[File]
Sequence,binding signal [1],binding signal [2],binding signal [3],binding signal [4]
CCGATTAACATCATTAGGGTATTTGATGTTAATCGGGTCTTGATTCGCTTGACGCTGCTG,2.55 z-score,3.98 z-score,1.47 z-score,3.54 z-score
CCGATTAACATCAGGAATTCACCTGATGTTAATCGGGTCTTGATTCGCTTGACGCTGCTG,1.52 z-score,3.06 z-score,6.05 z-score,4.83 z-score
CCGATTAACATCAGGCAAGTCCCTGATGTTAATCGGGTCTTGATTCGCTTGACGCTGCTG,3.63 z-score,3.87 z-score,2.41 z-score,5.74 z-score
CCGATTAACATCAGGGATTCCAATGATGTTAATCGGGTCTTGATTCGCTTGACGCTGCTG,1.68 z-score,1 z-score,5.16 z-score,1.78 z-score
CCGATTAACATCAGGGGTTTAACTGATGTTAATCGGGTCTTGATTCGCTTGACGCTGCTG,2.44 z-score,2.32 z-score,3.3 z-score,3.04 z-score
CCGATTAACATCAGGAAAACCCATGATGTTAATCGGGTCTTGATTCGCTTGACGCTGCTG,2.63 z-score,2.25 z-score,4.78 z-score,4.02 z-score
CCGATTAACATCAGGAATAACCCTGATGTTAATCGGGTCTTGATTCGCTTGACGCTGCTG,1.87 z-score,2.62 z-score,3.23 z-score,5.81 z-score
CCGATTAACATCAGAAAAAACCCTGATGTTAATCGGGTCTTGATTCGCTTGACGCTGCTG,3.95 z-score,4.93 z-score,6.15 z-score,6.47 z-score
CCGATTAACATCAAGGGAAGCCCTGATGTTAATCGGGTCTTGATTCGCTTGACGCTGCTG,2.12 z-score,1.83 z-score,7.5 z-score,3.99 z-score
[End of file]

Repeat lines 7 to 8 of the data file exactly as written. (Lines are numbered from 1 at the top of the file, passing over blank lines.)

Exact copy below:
CCGATTAACATCAGGAAAACCCATGATGTTAATCGGGTCTTGATTCGCTTGACGCTGCTG,2.63 z-score,2.25 z-score,4.78 z-score,4.02 z-score
CCGATTAACATCAGGAATAACCCTGATGTTAATCGGGTCTTGATTCGCTTGACGCTGCTG,1.87 z-score,2.62 z-score,3.23 z-score,5.81 z-score